Now let’s say you decide to explore course sharing. With course sharing, you could offer three, 25-student sections and a course-shared online section through a peer institution at the fourth time. You may end up with 55 students across your 75 seats – a 73% utilization ratio – and five taking your course-shared course.

In this example, your college reduced your cost of instruction by 25% while only reducing credits taught by 8%. This is a huge win for your bottom line!

And this scenario is not even taking into account our next reason for course sharing.

Fill Empty Seats

In the previous example, a college can increase their utilization ratio by closing a section of Stat 1, going from 60/100 seats filled to 55/75, with five students taking credit elsewhere.

This approach reduces costs by 25% while only reducing credits taught by 8%. But it is a mistake to think that course sharing means fewer credits taught.

Your peer colleges with whom you are course sharing are also looking to offer courses they can’t teach at a specific time, or can’t teach economically. Just as you are sending five students to their institution, they might be sending five (or more!) students to you.

In this example, perhaps the college in question offers an online section of Stat 2 and an in-person section of the same class. And, the college typically fills 30 of the 50 seats, again for a 60% utilization ratio. The college chooses to continue offering both sections.

But while College A sends five students away to their peer college for Stat 1, their peer college sends them five students for Stat 2.

So, taking this into account, the college has the following benefits:

Before:

Course Sections Offered Seats Used Ratio
Stat 1 4 60/100 60%
Stat 2 2 30/50 60%

After:

Course Sections Offered Seats Used Ratio
Stat 1 2 55/75 (-5 shared) 73%
Stat 2 3 35/50 (+5 shared) 70%

College A is able to reduce their instruction cost between these two classes by 20% (five sections to four). And they can do this while keeping credits taught constant!

College B experiences the same benefit, but in reverse. This process can repeat across the hundreds or thousands of courses offered by each institution.

With collaborative course sharing, institutions can fill empty seats and increase their overall efficiency. And this leads to better student outcomes at a lower cost. When properly implemented, everybody wins.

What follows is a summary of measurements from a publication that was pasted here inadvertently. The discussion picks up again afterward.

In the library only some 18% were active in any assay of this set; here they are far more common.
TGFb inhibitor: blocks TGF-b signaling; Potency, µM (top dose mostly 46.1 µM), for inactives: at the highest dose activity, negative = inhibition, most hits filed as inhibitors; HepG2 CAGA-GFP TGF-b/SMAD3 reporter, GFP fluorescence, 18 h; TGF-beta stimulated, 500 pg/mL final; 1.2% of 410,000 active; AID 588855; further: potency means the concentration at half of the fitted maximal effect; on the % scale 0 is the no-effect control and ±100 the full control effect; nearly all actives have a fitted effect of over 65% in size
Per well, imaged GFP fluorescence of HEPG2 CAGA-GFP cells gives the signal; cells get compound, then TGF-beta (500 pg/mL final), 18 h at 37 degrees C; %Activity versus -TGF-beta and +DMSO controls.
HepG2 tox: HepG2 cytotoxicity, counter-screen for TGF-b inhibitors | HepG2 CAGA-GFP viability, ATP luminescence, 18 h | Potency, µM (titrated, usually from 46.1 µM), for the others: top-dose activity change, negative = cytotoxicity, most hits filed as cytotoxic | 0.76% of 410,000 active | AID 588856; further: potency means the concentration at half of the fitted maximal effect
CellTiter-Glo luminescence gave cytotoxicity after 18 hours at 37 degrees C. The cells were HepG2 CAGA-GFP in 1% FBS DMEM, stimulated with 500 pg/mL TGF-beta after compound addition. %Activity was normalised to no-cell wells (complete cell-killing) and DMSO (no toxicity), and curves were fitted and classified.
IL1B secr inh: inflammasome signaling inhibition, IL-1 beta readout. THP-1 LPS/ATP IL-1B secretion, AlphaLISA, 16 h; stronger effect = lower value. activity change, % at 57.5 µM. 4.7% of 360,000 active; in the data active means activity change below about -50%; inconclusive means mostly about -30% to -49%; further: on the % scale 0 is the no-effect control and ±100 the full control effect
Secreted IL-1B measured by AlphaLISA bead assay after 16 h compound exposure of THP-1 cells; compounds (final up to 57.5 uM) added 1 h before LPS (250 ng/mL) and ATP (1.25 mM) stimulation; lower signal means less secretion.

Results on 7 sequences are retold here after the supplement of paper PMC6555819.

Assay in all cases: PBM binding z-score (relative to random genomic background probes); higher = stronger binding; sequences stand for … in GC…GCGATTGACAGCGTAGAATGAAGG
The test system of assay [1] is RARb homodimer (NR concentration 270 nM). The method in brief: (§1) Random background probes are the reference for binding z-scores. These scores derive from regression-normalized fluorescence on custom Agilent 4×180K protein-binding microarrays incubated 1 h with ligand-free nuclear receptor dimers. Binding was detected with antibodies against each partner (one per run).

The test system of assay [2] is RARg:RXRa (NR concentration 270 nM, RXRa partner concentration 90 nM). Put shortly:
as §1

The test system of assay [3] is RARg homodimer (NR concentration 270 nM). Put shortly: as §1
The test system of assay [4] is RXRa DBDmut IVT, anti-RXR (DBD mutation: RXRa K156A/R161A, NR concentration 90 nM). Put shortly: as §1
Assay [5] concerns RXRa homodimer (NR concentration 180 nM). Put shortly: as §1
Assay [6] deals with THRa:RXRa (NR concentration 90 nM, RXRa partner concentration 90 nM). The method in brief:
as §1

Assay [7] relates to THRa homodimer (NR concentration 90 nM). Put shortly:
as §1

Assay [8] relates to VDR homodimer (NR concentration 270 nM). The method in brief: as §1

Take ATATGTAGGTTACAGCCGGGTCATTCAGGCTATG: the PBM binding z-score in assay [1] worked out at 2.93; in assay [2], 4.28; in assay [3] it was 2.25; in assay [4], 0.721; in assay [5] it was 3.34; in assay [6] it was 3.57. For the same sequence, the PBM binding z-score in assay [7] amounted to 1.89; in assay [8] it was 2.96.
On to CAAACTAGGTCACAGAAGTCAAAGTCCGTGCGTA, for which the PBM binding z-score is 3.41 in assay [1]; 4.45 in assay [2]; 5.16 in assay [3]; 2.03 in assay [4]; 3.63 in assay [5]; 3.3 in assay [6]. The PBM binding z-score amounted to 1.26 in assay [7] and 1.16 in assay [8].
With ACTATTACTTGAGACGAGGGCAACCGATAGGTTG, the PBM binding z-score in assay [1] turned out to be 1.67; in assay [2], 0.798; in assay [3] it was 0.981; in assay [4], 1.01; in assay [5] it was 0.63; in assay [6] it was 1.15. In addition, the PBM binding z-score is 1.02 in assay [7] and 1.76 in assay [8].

Expand the Breadth of Courses

Your college might love to offer a full suite of, say, Ancient Greek, in order to offer a traditional classics education. But perhaps there are only a handful of students interested in that subject – and certainly not enough to hire a faculty member. Referring back to our airline analogy, it’s similar to how Delta might love to offer a flight to Marseille, not just Paris, but just can’t see enough demand to add a route themselves.

With course sharing, you can offer courses to your students as elective, enrichment, or specialization opportunities that you would not otherwise be able to afford to offer. It’s just like how Delta can offer flights through their partners to more than 10,000 destinations, while only flying about 2,000 routes themselves. In both cases, neither your institution nor the airline needs to hire more staff.

Maintain Control

Some administrators worry about making this a ‘free for all.’ But with course sharing, the college or university can remain in control of what opportunities are offered to their students in order to maximize the benefit for both the institution and the student.

Your institution can implement rules like “the student is not allowed to take a shared course unless a section at the home college is unavailable.” It’s just like how Delta will only offer you a ticket on Air France if they don’t have a similar flight with an empty seat.

You can enforce these rules automatically, without causing additional administrative overhead.

So as you can see, course sharing offers numerous benefits to your institution – and to your students. By expanding access through collaborative course sharing, you can improve student completion rates by helping students find the course they need, when they need it, while simultaneously improving operational efficiency. The result? More students stay on track and finish their degree on-time, without more spending.

About the Author

James Gibson

Co-founder and CTO at Quottly.